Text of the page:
How charity helps vulnerable young people move to independence

The Future 4 Me project supports young people making the transition from care or custody.


Future 4 Me


£1m to support 480 16- to 21-year-olds over four years from 2012 from the Big Lottery Fund's Youth in Focus programme


Youth housing and support charity 1625 Independent People wanted to improve outcomes for young people leaving care and custody. In 2011, it consulted young people, youth offending teams, leaving care and probation teams, as well as voluntary organisations and the Youth Justice Board-funded South West Resettlement Consortium to inform a plan of action.

The consultation revealed an unmet need among many young people for support with the practical and emotional challenges they encounter when embarking on independent life.


Future 4 Me, which started in March 2012, focuses on 16- to 21-year-olds in Bristol, South Gloucestershire, North Somerset, Bath and North East Somerset who have been identified by youth offending, probation or leaving care teams as at high risk of poor outcomes such as homelessness or living in unsafe accommodation.

Support is provided by a multi-disciplinary team comprising a service manager, mental health worker, resettlement worker and two education and employment workers as well as a participation and project learning worker. Each young person has a key worker from the team, providing intensive one-to-one support. Workers aim to meet young people as early as possible before they leave care or custody, allowing time to establish a relationship, build trust and gain understanding of what drives them. This enables them to compile a tailored package of support, regular structured activities and stable accommodation, for when their clients embark on independent life.

Once out of care or custody, they meet their key worker several times a week, gaining practical and emotional support to obtain and maintain tenancies, and access education, training or employment and health care. The team is linked to voluntary sector organisations that provide mentoring alongside activities such as boxing or arts.

Workers use a "psychologically-informed approach", using their understanding of what lies behind young people's behaviour to work with them in a constructive way. Participants go on to develop self-regulation, self-understanding and self-esteem, and forge strong reciprocal relationships within the organisation and beyond.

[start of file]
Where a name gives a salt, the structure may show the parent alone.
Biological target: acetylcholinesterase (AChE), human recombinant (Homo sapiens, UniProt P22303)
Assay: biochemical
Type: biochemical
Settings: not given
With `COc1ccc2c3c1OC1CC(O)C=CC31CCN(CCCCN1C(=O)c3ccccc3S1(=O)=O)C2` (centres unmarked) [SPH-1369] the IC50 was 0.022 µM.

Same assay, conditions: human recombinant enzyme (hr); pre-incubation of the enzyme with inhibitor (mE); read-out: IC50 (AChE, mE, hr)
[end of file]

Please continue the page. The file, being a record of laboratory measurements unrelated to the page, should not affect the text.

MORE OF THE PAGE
"We see relationships as the primary tool for change," says the charity's partnerships director, Jamie Gill. "Our aim is to put support in place earlier, so they can have structure and routine alongside safe accommodation.

"It's about helping young people to have belief in themselves and their future, to be aware of the opportunities around them. And it's about modelling positive relationships with them, giving them the confidence and skills to develop positive relationships."

Young people can be supported for six months to two years.












The programme has supported 365 young people to achieve one or more of four key outcomes - accommodation; positive activities; education, training and employment; and health and relationships.

By the end of March, 169 young people had progressed to good quality housing and support, against a target of 144. The project helped 174 young people manage their accommodation more independently through skills such as budgeting and paying rent, easily exceeding the 144 target. A total of 180 were helped to access positive activities, against a target of 125, and 167 increased their confidence and coping skills and were making positive choices, again beating the 105 target.

A total of 239 young people were helped to access education, training, employment and volunteering, against a target of 195. Meanwhile, 175 were better able to manage their physical health and emotional wellbeing, exceeding the target of 168.

An ongoing evaluation by the Faculty of Applied Sciences at the University of Gloucestershire found participants felt the project had inspired them and kept them out of prison.

Future 4 Me is one of seven finalists in the charity category of this year's National Lottery Awards.

If you think your project is worthy of inclusion, email supporting data to

CYP Now Digital membership

  • Policy and research analysis
  • Evidence-based case studies
  • Leadership advice
  • Legal updates
  • Local area spotlights

From £170 /year


CYP Now Magazine

  • Policy and research analysis
  • Evidence-based case studies
  • Leadership advice and interviews
  • Legal updates

From £136 /year